“Production ramp on pace.  The retrofit of Gevo’s first commercial plant in Luverne remains on track for a 1H12 start-up.  Construction is expected to progress quickly once the footings for the isobutanol recovery unit (based on the Gevo Integrated Fermentation Technology – GIFT) are placed in the ground this month.  Meanwhile, the Redfield plant, Gevo’s first JV, is in the early stages of engineering and design, with start-up slated for early 2013.  The 500,000 liter/year plant at the South Hampton facility should come online by year-end, initially producing jet fuel, and later, gasoline and paraxylene (for PET applications) to support certification processes.  Gevo expects to receive ASTM certification for its jet fuel in 2013.  Management affirmed the target of 350 million gallons in 2015, unchanged from the IPO.

“Second offtake agreement secured.  Having recently secured a definitive take-or-pay offtake agreement with Sasol (SSL) for specialty chemicals, Gevo has signed its first fuels offtake agreement with Mansfield Oil – a large, privately held fuels distributor.  Though volumes have not been specified, the five-year contract allows Mansfield to blend and distribute Gevo’s isobutanol.”

Overall, nothing but affirmative news there. The Gevo/Butamax patent dispute?  “We view this patent dispute – a bit of a “David vs. Goliath” situation,” says Molchanov, “as basically a distraction, though there is no denying that it’s weighed on Gevo’s share price.  Despite the impact on the stock, it has not been a hindrance in discussions with prospective JV partners or potential customers – a sentiment that was reinforced by representatives from Lanxess.

The Digest’s Take

The stocks are receiving tepid support in the aftermarket, suggesting that investors don’t generally buy into the valuations. At 20 times earnings (the current S&P average – but keep in mind that these stocks trade on NASDAQ), the current valuations support forward earnings in the $10M range for GEVO, $33M for SZYM, and $41M for Amyris.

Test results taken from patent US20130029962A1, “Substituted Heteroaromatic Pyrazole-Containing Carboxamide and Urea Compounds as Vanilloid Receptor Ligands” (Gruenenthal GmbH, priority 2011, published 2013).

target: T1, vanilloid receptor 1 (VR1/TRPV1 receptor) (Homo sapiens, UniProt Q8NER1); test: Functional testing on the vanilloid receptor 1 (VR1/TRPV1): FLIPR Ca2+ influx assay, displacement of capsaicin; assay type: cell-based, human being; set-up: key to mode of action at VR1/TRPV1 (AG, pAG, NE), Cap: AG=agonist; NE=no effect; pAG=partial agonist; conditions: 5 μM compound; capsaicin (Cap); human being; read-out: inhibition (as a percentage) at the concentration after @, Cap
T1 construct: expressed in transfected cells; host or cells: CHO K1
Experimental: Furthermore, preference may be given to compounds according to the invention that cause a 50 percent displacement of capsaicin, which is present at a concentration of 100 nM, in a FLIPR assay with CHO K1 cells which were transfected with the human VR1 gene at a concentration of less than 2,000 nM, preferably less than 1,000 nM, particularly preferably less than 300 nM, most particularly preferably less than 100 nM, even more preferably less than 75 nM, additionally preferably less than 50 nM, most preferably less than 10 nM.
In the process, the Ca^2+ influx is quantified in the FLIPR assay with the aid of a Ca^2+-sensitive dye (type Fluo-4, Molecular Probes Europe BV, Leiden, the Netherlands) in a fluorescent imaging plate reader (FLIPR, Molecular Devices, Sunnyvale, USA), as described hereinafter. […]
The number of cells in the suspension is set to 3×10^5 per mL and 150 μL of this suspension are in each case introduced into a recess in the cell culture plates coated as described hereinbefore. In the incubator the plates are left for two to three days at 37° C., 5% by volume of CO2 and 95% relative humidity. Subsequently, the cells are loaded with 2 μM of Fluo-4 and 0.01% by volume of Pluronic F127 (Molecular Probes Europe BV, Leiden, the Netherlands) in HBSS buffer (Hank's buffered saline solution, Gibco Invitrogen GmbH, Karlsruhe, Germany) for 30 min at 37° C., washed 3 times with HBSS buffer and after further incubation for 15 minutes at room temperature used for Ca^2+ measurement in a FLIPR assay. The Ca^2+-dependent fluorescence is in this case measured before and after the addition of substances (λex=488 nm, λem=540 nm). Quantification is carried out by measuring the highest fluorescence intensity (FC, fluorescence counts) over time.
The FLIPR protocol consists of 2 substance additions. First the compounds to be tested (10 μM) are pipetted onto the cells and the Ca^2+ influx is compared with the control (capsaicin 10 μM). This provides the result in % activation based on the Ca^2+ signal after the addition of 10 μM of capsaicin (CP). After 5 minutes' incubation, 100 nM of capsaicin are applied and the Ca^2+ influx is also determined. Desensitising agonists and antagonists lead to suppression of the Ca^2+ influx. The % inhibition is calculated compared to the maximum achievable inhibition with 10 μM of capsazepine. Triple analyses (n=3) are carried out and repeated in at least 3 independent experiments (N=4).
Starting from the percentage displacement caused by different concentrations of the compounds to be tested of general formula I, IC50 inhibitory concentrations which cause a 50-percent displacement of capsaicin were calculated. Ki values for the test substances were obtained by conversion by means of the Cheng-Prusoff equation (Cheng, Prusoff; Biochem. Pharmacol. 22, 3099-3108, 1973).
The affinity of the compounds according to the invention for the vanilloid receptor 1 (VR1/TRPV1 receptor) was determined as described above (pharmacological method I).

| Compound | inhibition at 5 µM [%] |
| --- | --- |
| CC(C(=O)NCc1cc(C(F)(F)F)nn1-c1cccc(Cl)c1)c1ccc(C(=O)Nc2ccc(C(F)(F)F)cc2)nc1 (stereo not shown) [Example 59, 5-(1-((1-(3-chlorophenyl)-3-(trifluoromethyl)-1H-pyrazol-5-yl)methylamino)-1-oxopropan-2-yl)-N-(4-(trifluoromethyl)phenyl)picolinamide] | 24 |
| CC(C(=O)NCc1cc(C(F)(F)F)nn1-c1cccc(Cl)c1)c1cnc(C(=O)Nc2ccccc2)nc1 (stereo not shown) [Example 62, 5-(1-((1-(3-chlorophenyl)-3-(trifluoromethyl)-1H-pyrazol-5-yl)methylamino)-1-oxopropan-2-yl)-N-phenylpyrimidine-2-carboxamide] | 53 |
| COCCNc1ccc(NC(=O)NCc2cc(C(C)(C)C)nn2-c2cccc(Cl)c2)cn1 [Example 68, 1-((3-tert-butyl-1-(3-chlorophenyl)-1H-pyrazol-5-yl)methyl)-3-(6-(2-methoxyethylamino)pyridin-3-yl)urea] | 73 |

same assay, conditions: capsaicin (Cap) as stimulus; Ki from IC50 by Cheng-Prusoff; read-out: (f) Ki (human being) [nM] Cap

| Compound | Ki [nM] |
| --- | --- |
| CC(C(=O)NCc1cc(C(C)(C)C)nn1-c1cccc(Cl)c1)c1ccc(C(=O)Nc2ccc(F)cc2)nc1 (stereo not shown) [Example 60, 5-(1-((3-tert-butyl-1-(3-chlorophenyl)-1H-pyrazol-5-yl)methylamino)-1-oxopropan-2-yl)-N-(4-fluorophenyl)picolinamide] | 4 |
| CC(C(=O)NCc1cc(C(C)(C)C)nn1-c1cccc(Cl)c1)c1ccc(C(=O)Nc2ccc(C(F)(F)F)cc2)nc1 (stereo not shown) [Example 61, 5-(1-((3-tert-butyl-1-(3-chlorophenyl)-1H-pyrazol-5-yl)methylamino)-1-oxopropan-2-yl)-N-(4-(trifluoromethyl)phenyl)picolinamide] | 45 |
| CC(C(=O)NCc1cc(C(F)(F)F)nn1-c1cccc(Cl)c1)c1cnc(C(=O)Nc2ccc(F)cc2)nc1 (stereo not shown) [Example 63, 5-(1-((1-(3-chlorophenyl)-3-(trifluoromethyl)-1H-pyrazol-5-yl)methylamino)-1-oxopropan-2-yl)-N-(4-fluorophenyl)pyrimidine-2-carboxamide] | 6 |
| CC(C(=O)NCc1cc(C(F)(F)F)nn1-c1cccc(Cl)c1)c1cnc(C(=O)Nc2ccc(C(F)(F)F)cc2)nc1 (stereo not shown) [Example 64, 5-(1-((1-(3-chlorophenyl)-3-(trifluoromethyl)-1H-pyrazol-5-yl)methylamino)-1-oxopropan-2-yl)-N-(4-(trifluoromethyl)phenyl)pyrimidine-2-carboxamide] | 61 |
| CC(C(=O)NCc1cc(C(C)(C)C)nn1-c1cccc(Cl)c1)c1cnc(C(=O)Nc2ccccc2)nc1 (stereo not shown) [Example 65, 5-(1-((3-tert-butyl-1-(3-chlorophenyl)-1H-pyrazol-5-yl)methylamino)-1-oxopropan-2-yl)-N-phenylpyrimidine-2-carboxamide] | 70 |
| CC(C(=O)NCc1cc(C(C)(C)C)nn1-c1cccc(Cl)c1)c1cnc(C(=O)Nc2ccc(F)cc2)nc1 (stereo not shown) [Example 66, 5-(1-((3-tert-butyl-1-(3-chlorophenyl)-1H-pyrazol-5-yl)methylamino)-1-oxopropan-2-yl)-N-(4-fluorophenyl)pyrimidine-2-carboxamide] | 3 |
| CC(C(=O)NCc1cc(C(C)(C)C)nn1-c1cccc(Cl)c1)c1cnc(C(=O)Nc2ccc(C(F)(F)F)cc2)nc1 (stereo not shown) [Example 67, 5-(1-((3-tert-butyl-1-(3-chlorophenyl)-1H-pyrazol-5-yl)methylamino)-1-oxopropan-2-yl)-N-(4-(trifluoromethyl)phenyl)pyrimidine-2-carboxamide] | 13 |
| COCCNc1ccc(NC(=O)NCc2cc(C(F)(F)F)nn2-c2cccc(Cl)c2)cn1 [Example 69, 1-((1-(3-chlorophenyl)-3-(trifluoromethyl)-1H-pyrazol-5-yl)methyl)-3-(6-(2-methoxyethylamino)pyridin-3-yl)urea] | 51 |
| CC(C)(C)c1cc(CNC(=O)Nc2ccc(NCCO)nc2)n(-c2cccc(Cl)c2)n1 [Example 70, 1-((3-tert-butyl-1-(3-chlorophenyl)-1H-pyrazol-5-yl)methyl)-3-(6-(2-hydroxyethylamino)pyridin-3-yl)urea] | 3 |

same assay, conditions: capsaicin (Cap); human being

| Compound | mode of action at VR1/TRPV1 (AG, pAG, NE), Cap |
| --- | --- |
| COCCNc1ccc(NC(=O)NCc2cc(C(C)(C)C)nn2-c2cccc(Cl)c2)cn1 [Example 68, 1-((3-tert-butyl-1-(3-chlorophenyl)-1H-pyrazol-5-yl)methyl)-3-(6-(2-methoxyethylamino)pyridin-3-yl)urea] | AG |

Those are low, considering that each is expected to reach capacity in the 300 million gallon range by 2015 or so. That’s a profit of around 3 cents per gallon for GEVO – crazy low margins for isobutanol, based on the existing market valuations.

So, some of this is mood, general equity pessimism, policy uncertainty, and so on. But we also surmise that the market is betting that these companies will have to raise a lot more capital (and dilute the equity pool) to build out the capacity they have in mind.

Given the state of project finance, that’s not entirely an irrational assumption. Highly leveraged capacity building may not be in the cards for these projects in the near term.

Accordingly, we suspect that the secret to unlocking share value will not be some great rise in oil prices, but rather the unlocking of project finance. The more debt, the less equity, the higher values for equity holders. Simple math, but worth looking at.

To that end, securing a position among the companies landing part of the government’s proposed $510 million injection of capital into advanced biofuels for military use may well be just the ticket for these stocks.

The intrepid investor who thinks that one of these three may just get over the top, may conclude that they are massively undervalued.

Takeover candidates?

Jonathan Yates writes: “As a result of these industry woes, small cap investors should look for takeover activity in the biofuel sector.”

Now, that’s something to watch. One of the majors could well decide that buying up, say, GEVO – could represent a very nice option for its own investors. But keep in mind that the public float for these stocks is low – takeovers will require scooping up a whole lotta equity tied up with early-stage investors who are generally not in a mood to exit their holdings at “everyday low prices”. For the VCs, particularly, low exit prices make the next round of capital raising for their own investment funds awfully tough. So, takeovers there well may be, but look for sharp premiums to current share prices.